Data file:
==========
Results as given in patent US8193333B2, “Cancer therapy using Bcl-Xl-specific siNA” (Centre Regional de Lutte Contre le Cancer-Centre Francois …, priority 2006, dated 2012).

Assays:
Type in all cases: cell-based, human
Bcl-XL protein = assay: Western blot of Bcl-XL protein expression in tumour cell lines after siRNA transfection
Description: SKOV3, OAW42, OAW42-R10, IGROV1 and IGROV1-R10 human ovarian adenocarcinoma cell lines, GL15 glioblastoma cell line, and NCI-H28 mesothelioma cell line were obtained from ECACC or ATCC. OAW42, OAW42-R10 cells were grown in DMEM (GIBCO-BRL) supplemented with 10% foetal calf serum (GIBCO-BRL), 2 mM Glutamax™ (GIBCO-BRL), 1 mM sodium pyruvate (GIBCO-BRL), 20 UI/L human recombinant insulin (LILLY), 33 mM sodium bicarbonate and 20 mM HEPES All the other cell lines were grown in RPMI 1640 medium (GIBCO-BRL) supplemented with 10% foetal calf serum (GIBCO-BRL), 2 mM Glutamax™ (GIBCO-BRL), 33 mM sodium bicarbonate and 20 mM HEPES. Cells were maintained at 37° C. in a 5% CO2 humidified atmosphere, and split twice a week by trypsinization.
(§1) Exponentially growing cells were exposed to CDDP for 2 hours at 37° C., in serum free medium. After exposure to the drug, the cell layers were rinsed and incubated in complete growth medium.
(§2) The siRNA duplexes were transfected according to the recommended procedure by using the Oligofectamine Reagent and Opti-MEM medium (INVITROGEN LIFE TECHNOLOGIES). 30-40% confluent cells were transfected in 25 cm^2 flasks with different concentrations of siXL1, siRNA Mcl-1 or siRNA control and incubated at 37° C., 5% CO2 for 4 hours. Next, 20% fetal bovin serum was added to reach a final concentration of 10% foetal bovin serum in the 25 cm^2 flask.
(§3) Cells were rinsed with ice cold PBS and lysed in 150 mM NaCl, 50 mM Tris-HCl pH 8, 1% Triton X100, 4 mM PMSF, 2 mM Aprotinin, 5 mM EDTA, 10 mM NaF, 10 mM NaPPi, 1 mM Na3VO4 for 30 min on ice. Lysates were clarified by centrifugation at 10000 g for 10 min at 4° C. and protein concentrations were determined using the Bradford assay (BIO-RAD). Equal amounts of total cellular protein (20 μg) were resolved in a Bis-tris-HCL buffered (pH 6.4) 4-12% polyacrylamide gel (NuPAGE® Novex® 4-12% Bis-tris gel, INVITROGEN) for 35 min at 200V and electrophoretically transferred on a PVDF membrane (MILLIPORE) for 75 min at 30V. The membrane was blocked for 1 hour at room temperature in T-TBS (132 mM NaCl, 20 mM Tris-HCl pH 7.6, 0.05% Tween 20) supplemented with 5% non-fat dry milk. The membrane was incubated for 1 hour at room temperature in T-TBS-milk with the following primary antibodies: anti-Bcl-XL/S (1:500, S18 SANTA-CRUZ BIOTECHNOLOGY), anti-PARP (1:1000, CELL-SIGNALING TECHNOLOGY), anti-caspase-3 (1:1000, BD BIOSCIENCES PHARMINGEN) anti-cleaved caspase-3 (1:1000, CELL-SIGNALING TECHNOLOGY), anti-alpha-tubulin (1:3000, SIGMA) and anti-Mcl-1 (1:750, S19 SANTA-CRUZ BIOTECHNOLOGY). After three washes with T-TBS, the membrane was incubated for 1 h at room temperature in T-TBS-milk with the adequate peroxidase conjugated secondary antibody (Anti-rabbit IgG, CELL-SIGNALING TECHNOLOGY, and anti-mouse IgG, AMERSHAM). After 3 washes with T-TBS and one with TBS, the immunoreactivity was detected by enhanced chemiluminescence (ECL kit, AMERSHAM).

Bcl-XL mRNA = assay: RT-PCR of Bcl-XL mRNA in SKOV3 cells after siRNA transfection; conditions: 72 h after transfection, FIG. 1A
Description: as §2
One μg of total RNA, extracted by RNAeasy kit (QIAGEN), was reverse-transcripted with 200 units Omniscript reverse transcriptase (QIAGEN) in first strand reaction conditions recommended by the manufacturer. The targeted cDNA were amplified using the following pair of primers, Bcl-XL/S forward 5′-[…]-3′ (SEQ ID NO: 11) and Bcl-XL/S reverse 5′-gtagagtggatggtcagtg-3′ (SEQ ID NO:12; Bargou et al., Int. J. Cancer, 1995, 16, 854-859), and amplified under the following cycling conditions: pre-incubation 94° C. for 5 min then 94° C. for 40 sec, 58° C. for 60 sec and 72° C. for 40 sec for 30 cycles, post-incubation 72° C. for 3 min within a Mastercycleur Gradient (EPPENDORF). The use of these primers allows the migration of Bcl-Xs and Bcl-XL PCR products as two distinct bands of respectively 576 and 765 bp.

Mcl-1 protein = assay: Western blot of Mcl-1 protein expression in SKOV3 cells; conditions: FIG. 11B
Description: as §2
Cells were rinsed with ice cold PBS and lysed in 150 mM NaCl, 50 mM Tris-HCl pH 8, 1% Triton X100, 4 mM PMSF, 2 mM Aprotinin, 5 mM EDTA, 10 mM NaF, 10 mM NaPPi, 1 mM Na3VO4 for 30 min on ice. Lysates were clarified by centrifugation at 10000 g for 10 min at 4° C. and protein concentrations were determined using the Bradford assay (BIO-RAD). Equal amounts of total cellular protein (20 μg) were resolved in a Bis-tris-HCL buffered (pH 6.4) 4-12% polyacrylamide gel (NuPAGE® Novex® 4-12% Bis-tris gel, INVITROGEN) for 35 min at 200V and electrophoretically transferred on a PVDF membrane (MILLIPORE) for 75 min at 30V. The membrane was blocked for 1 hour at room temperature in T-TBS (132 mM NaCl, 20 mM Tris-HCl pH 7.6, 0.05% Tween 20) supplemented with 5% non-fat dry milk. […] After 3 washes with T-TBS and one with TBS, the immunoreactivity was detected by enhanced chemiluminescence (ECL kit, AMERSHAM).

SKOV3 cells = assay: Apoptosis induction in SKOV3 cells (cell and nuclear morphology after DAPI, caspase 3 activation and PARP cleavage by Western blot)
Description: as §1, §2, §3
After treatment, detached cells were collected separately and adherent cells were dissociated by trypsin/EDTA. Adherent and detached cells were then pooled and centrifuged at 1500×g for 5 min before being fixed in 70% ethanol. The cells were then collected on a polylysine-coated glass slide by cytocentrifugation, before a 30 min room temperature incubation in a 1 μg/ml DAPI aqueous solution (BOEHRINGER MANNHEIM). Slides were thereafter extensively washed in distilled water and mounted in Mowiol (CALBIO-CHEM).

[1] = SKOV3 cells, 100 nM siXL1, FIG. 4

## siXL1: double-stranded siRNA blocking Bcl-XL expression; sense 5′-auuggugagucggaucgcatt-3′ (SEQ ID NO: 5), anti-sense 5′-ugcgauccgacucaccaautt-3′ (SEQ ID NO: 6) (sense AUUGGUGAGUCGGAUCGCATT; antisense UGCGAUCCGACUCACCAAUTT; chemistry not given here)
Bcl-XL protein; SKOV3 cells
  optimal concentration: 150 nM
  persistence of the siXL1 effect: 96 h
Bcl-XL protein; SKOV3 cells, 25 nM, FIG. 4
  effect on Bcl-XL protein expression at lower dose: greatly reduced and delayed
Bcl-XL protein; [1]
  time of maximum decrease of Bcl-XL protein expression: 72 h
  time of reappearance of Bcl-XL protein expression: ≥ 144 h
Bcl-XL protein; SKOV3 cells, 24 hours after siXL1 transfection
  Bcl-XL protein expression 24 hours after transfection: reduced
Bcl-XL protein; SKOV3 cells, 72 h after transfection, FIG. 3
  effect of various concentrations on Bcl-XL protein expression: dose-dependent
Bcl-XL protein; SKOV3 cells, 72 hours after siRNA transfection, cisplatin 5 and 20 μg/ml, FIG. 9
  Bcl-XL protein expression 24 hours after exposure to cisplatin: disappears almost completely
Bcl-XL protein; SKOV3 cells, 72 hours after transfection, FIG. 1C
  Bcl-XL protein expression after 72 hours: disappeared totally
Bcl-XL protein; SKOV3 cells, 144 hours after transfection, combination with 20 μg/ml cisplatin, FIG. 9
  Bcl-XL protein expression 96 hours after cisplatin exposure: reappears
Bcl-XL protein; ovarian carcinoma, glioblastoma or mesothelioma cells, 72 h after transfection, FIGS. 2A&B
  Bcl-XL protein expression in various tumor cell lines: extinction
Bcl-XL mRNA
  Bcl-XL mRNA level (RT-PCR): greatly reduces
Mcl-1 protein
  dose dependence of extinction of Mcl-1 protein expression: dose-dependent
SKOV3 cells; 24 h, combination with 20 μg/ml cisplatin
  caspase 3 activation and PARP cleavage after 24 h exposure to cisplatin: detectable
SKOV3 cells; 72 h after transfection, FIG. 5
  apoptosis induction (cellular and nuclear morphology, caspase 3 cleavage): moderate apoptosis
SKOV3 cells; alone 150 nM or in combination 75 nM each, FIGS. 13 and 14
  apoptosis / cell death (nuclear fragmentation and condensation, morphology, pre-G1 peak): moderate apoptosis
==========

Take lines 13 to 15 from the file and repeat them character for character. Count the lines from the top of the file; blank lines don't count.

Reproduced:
Description: as §2
Cells were rinsed with ice cold PBS and lysed in 150 mM NaCl, 50 mM Tris-HCl pH 8, 1% Triton X100, 4 mM PMSF, 2 mM Aprotinin, 5 mM EDTA, 10 mM NaF, 10 mM NaPPi, 1 mM Na3VO4 for 30 min on ice. Lysates were clarified by centrifugation at 10000 g for 10 min at 4° C. and protein concentrations were determined using the Bradford assay (BIO-RAD). Equal amounts of total cellular protein (20 μg) were resolved in a Bis-tris-HCL buffered (pH 6.4) 4-12% polyacrylamide gel (NuPAGE® Novex® 4-12% Bis-tris gel, INVITROGEN) for 35 min at 200V and electrophoretically transferred on a PVDF membrane (MILLIPORE) for 75 min at 30V. The membrane was blocked for 1 hour at room temperature in T-TBS (132 mM NaCl, 20 mM Tris-HCl pH 7.6, 0.05% Tween 20) supplemented with 5% non-fat dry milk. […] After 3 washes with T-TBS and one with TBS, the immunoreactivity was detected by enhanced chemiluminescence (ECL kit, AMERSHAM).

SKOV3 cells = assay: Apoptosis induction in SKOV3 cells (cell and nuclear morphology after DAPI, caspase 3 activation and PARP cleavage by Western blot)